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Sincerity

A reader hypothesizes:

It seems entirely possible to me that Dean is just now doing what he should have done over the Medicare expansion -- screaming bloody murder. Assuming all Lieberman ever wanted was for Progressives to be furious, then if Howard Dean had stood up and said "Medicare expansion is no public option, I say kill the bill!" then Medicare expansion would probably be on its way to passing the Senate. Dean doesn't have a vote, so his faux outrage makes him far less dangerous to the actual bill, but could appease the stragglers. It just might be a brilliant tactic to finally get this done. We certainly need SOMEONE on the liberal/progressive side saying there is a bridge too far, or the "centrists" will continue taking hunks out of the bill just because they can.

This sort of thing comes up occasionally, and I think it's possible. In the abstract, I certainly agree you want something of a hard left, and so there's no reason to believe that others aren't putting that theory into practice. On the other hand, this stuff is terribly difficult to control, and when you convince your constituency of something -- say, that the public option was the central benefit of this bill -- it becomes very difficult to walk them back from the ledge. This is about the point when I'd expect people would be trying, and instead, you've seen an increase in the intensity on the left. So I'm taking folks at their word that they're sincere.

By Ezra Klein  |  December 17, 2009; 2:18 PM ET
 
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Comments

And in other news, Nelson seems set to screw us.

Posted by: adamiani | December 17, 2009 2:24 PM | Report abuse

Walk it back? Who is walking back the centrists and their gutting of the bill?

Who is telling Lieberman and Nelson and the others that we are done watering down the bill to please them?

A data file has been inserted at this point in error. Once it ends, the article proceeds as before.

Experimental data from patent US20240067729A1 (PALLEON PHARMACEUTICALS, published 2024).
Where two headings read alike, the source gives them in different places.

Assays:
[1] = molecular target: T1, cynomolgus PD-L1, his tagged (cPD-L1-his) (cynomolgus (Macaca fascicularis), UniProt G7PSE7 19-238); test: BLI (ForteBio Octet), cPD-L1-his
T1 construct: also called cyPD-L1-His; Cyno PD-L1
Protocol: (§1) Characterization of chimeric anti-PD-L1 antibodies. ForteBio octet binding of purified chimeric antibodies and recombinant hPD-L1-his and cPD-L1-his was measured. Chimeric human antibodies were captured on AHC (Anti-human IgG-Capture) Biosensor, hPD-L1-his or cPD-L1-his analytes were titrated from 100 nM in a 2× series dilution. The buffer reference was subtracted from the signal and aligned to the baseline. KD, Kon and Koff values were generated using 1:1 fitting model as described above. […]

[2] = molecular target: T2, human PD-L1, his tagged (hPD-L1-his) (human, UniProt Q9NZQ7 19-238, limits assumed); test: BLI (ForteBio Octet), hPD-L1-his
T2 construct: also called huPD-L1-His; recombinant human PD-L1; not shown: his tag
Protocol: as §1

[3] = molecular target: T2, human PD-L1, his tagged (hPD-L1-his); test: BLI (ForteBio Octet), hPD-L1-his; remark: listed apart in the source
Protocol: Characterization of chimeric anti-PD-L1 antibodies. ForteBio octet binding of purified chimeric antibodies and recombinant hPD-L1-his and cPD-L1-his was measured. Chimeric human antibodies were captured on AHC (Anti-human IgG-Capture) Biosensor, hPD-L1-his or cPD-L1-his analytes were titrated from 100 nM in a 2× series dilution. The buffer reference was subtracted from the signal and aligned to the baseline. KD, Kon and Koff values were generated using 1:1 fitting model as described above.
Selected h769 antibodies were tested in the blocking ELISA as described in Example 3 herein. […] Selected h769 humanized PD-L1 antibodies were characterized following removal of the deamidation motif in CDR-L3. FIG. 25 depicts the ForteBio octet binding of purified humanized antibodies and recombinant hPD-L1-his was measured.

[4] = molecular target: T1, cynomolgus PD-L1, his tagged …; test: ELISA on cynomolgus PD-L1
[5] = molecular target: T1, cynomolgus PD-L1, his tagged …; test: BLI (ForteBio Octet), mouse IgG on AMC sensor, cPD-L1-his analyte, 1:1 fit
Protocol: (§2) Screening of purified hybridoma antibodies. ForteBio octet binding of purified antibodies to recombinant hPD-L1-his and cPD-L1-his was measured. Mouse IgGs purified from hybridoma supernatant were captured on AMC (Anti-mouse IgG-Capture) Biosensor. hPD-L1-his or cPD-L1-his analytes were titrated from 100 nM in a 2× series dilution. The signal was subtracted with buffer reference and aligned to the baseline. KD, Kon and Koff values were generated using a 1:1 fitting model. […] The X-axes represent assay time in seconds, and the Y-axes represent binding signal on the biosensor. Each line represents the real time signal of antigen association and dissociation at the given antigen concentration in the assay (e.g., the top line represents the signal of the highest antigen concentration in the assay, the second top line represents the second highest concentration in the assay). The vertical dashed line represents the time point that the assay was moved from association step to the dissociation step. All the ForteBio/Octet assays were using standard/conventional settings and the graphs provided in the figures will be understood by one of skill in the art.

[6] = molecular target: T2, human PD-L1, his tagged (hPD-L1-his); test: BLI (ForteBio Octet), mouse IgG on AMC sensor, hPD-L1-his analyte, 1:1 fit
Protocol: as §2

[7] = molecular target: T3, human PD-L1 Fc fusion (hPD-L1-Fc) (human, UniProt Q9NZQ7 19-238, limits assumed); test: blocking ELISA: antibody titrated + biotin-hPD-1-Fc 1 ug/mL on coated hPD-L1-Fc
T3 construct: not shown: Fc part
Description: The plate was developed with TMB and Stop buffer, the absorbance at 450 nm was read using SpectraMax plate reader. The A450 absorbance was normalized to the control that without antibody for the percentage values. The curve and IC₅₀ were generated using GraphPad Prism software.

It works both ways you know.

Posted by: jbou891 | December 17, 2009 2:31 PM | Report abuse

Speaking of sincerity, or the lack thereof, should we not be worried that Joe Lieberman will throw another wrench into HCR. If you accept the premise that he's not acting in good faith, and the evidence strongly suggests that such is the case, than what's to prevent him from dealing another, potentially fatal blow to the legislation.

If Lieberman knows or suspects that even the most ardent HCR advocates are willing to cede more ground (and there's reason to think this is true), why not take another pound of flesh?

Posted by: The_Doc1 | December 17, 2009 2:33 PM | Report abuse

Hey Howard Dean!

Stop the whining so that Ben Nelson can now make some noise and get more features cut from the plan.

Posted by: Lomillialor | December 17, 2009 2:42 PM | Report abuse

if it were up to the republicans, there would be no health care reform at all.
lieberman has been deeply blamed and will remain permanently unvindicated for what he has done.


if this were easy...if more was possible... it would never be playing out like this.
what a headache this must be for barack obama even to have known what a formidable mire it would be, and what he gets in return from dean today, is to say that he wont campaign vigorously for barack obama in the next election.
why not?
president obama has been willing to take this on in his first year, knowing what a nightmare it would be, and may possibly pass the first reform in decades.
many people of truly evil intent are waiting hopefully, patiently for all of this to fail.

if at this point, dean becomes an instrument in derailing this fragile moment, then i do blame him.
because i dont believe we will get something better.
maybe i am wrong, and could be greatly surprsed, but i think we will end up with nothing.
i think dean could foment the final discord that will create the end of health care reform for many long years. not a new beginning.
the democrats will end up being their own worst enemy.

because i dont believe we will get something better.
i think we will end up with nothing. but loss, disillusionment, anger and complete disarray.


if this initiative crumbles now and falls apart, it will be a catastrophe with profound consequences that will reach far beyond health care policy.
we will be crippled by failure and the consequences will be longlasting and terrible.
if we lose this, democrats will rue the day.